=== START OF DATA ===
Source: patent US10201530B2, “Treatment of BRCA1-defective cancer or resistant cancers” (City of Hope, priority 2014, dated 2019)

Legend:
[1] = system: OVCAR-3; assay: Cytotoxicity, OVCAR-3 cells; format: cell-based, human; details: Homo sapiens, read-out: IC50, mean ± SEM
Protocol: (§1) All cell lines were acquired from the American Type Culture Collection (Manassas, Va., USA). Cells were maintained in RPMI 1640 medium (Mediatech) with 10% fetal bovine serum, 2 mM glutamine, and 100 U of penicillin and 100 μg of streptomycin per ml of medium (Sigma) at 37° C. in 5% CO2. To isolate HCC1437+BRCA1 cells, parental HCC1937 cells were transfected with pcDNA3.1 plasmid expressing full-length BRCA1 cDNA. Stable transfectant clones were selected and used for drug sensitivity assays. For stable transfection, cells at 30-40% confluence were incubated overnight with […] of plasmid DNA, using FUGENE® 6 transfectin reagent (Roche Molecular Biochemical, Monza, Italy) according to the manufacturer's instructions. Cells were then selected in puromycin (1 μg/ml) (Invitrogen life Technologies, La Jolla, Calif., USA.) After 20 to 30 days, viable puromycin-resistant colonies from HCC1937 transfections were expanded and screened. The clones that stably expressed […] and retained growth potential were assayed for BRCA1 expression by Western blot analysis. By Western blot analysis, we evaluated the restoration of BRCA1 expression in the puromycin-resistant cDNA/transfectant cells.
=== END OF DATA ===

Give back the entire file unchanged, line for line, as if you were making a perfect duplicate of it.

Source: patent US10201530B2, “Treatment of BRCA1-defective cancer or resistant cancers” (City of Hope, priority 2014, dated 2019)

Legend:
[1] = system: OVCAR-3; assay: Cytotoxicity, OVCAR-3 cells; format: cell-based, human; details: Homo sapiens, read-out: IC50, mean ± SEM
Protocol: (§1) All cell lines were acquired from the American Type Culture Collection (Manassas, Va., USA). Cells were maintained in RPMI 1640 medium (Mediatech) with 10% fetal bovine serum, 2 mM glutamine, and 100 U of penicillin and 100 μg of streptomycin per ml of medium (Sigma) at 37° C. in 5% CO2. To isolate HCC1437+BRCA1 cells, parental HCC1937 cells were transfected with pcDNA3.1 plasmid expressing full-length BRCA1 cDNA. Stable transfectant clones were selected and used for drug sensitivity assays. For stable transfection, cells at 30-40% confluence were incubated overnight with […] of plasmid DNA, using FUGENE® 6 transfectin reagent (Roche Molecular Biochemical, Monza, Italy) according to the manufacturer's instructions. Cells were then selected in puromycin (1 μg/ml) (Invitrogen life Technologies, La Jolla, Calif., USA.) After 20 to 30 days, viable puromycin-resistant colonies from HCC1937 transfections were expanded and screened. The clones that stably expressed […] and retained growth potential were assayed for BRCA1 expression by Western blot analysis. By Western blot analysis, we evaluated the restoration of BRCA1 expression in the puromycin-resistant cDNA/transfectant cells.